So that’s it for the talks. There were also quite a few posters at the meeting. Dick Moody and I displayed one on the contributions of Alan Charig (1927-1997), John Sibbick and colleagues had one on reconstructing Baryonyx, and there were many others. Niels Bonde’s poster, on new anatomical details gleaned from some of the Archaeopteryx specimens, included the startling news that the London Archaeopteryx might possess an alula: it is reported that reviewers and editors have been hostile to this idea and hence have prevented its publication. Niels also contends that the vertebral and pelvic pneumatisation reported previously (Christiansen & Bonde 2000), and later called into question (O’Connor 2006), is indeed genuine.
On the Thursday morning, a select elite set out from London and headed to the Isle of Wight, where brilliant weather (a bit too brilliant I think) provided us with excellent viewing conditions for our coastal excursion. We looked at the iguanodontian tracks at Hanover Point, at exposed plant debris beds, and at some neat land slips, but didn’t find any tetrapod fossils. More interesting were the water buffalo, llamas and helmeted guinea-fowl that inhabit the island… I’m not joking! And on the Friday we visited Dinosaur Isle Museum: I had hoped to give a sort of guided tour, but this proved simply impossible because of the constant chorus of loud animal noises made by the museum’s overhead system. It’s a neat museum for Wealden dinosaurs: the holotypes of Neovenator [shown below] and Eotyrannus are on display, as is the Barnes High brachiosaur, ‘Angloposeidon’, an awesome Goniopholis specimen, and much else [image above shows the so-called ‘pink iggy’]. For some reason they have a display of replica primate skulls and an exhibition on Paul Sereno, both of which look totally out of place.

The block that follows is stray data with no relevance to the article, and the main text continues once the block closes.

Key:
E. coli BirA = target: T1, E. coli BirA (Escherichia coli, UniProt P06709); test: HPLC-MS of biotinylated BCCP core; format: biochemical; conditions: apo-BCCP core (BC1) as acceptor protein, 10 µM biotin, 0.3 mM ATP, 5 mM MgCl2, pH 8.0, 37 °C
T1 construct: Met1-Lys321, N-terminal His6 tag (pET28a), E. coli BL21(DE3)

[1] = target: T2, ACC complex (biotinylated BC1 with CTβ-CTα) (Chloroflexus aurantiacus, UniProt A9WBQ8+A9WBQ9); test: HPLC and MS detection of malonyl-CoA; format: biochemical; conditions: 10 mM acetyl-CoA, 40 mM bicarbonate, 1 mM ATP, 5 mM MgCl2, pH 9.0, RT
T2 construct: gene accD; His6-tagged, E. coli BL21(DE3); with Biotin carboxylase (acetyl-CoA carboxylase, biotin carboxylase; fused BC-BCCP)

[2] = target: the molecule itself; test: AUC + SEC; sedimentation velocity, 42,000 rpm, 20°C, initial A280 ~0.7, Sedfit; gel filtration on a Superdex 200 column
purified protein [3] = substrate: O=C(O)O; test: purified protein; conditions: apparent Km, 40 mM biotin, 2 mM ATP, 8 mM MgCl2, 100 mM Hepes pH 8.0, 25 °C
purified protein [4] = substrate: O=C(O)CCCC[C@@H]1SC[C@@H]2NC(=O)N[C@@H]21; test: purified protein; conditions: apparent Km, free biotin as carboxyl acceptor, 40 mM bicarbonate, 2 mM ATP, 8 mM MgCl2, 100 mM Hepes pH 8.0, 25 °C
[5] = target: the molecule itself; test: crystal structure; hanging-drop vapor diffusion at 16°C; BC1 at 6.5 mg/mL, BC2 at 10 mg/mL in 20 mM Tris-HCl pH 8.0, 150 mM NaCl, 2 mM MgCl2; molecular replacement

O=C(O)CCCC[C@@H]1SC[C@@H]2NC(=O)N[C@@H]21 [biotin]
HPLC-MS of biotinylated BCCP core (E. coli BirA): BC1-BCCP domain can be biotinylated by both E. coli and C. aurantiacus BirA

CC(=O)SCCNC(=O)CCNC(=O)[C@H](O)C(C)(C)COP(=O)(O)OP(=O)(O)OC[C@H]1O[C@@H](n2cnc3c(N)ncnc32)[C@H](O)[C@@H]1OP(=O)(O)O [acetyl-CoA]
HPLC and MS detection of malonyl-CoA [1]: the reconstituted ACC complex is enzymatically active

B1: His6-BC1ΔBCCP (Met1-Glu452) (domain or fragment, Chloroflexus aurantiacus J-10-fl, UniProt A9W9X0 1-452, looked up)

All in all, the entire conference ran smoothly and was a great success. I really enjoyed it and got a lot out of it, and everyone else I spoke to said likewise. We were supported, not only by the Geological Society’s History of Geology Group, but also by the Dinosaur Society (which does still exist) and some oil companies. It was a neat social gathering, and special thanks to those who attended after hearing about the meeting here at Tet Zoo. Thanks also to the kind individuals who provided me with bed and board, and to Dick Moody and the other organisers for making it all happen.
Yikes, have to be up in three hours…
Refs – –
Bakker, R. T. 1968. The superiority of dinosaurs. Discovery 3 (2), 11-22.
– . 1971. Dinosaur physiology and the origin of mammals. Evolution 25, 636-658.
– . 1972. Anatomical and ecological evidence of endothermy in dinosaurs. Nature 238, 81-85.
– . 1975. Dinosaur renaissance. Scientific American 232 (4), 58-78.
Christiansen, P. & Bonde, N. 2000. Axial and appendicular pneumaticity in Archaeopteryx. Proceedings of the Royal Society of London B 267, 2501-2505.
Halstead, L. B. 1975. The Evolution and Ecology of the Dinosaurs. Peter Lowe, London.
O’Connor, P. 2006. Postcranial pneumaticity: an evaluation of soft-tissue influences on the postcranial skeleton and the reconstruction of pulmonary anatomy in archosaurs. Journal of Morphology 267, 1199-1226.
Weigert, A. 1995. Isolated teeth of cf. Archaeopteryx sp. from the Upper Jurassic of the coalmine Guimarota (Portugal). Neues Jahrbuch fur Geologie und Paläontologie, Monatshefte 1995, 562-576.